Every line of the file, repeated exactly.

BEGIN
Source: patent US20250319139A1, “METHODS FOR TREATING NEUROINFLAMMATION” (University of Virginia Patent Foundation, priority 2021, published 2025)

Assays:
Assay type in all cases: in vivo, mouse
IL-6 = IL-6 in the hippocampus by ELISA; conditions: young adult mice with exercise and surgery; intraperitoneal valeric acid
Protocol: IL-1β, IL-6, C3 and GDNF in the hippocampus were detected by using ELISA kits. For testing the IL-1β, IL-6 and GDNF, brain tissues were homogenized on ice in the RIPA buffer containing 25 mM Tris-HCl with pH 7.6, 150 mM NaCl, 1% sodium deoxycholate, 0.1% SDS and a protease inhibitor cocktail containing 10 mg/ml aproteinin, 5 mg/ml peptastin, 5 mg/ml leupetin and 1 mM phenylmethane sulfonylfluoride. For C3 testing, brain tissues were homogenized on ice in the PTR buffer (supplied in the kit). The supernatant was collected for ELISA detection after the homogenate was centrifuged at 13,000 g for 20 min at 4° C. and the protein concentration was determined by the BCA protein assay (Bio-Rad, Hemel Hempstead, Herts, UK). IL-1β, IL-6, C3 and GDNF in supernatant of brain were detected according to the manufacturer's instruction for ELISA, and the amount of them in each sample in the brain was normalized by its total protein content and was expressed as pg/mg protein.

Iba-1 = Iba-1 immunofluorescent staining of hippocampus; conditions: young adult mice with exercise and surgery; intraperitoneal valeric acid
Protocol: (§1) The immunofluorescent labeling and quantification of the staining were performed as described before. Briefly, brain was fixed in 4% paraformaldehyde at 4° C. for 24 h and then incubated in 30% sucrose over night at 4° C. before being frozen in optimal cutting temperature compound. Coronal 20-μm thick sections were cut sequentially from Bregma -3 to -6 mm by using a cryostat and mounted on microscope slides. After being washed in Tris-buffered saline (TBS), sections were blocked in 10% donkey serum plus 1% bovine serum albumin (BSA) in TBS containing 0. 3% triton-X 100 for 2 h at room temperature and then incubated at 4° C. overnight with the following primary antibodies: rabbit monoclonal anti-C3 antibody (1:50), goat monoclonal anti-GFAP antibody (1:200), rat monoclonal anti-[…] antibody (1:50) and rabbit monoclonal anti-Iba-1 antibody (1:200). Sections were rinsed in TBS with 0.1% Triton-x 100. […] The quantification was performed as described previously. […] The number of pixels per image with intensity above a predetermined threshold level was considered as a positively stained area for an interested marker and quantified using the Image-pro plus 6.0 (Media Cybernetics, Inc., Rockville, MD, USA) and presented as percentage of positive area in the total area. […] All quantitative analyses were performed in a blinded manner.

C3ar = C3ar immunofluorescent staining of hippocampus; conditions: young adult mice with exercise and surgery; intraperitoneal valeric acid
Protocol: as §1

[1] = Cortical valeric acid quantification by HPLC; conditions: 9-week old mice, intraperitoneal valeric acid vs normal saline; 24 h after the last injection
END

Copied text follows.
Source: patent US20250319139A1, “METHODS FOR TREATING NEUROINFLAMMATION” (University of Virginia Patent Foundation, priority 2021, published 2025)

Assays:
Assay type in all cases: in vivo, mouse
IL-6 = IL-6 in the hippocampus by ELISA; conditions: young adult mice with exercise and surgery; intraperitoneal valeric acid
Protocol: IL-1β, IL-6, C3 and GDNF in the hippocampus were detected by using ELISA kits. For testing the IL-1β, IL-6 and GDNF, brain tissues were homogenized on ice in the RIPA buffer containing 25 mM Tris-HCl with pH 7.6, 150 mM NaCl, 1% sodium deoxycholate, 0.1% SDS and a protease inhibitor cocktail containing 10 mg/ml aproteinin, 5 mg/ml peptastin, 5 mg/ml leupetin and 1 mM phenylmethane sulfonylfluoride. For C3 testing, brain tissues were homogenized on ice in the PTR buffer (supplied in the kit). The supernatant was collected for ELISA detection after the homogenate was centrifuged at 13,000 g for 20 min at 4° C. and the protein concentration was determined by the BCA protein assay (Bio-Rad, Hemel Hempstead, Herts, UK). IL-1β, IL-6, C3 and GDNF in supernatant of brain were detected according to the manufacturer's instruction for ELISA, and the amount of them in each sample in the brain was normalized by its total protein content and was expressed as pg/mg protein.

Iba-1 = Iba-1 immunofluorescent staining of hippocampus; conditions: young adult mice with exercise and surgery; intraperitoneal valeric acid
Protocol: (§1) The immunofluorescent labeling and quantification of the staining were performed as described before. Briefly, brain was fixed in 4% paraformaldehyde at 4° C. for 24 h and then incubated in 30% sucrose over night at 4° C. before being frozen in optimal cutting temperature compound. Coronal 20-μm thick sections were cut sequentially from Bregma -3 to -6 mm by using a cryostat and mounted on microscope slides. After being washed in Tris-buffered saline (TBS), sections were blocked in 10% donkey serum plus 1% bovine serum albumin (BSA) in TBS containing 0. 3% triton-X 100 for 2 h at room temperature and then incubated at 4° C. overnight with the following primary antibodies: rabbit monoclonal anti-C3 antibody (1:50), goat monoclonal anti-GFAP antibody (1:200), rat monoclonal anti-[…] antibody (1:50) and rabbit monoclonal anti-Iba-1 antibody (1:200). Sections were rinsed in TBS with 0.1% Triton-x 100. […] The quantification was performed as described previously. […] The number of pixels per image with intensity above a predetermined threshold level was considered as a positively stained area for an interested marker and quantified using the Image-pro plus 6.0 (Media Cybernetics, Inc., Rockville, MD, USA) and presented as percentage of positive area in the total area. […] All quantitative analyses were performed in a blinded manner.

C3ar = C3ar immunofluorescent staining of hippocampus; conditions: young adult mice with exercise and surgery; intraperitoneal valeric acid
Protocol: as §1

[1] = Cortical valeric acid quantification by HPLC; conditions: 9-week old mice, intraperitoneal valeric acid vs normal saline; 24 h after the last injection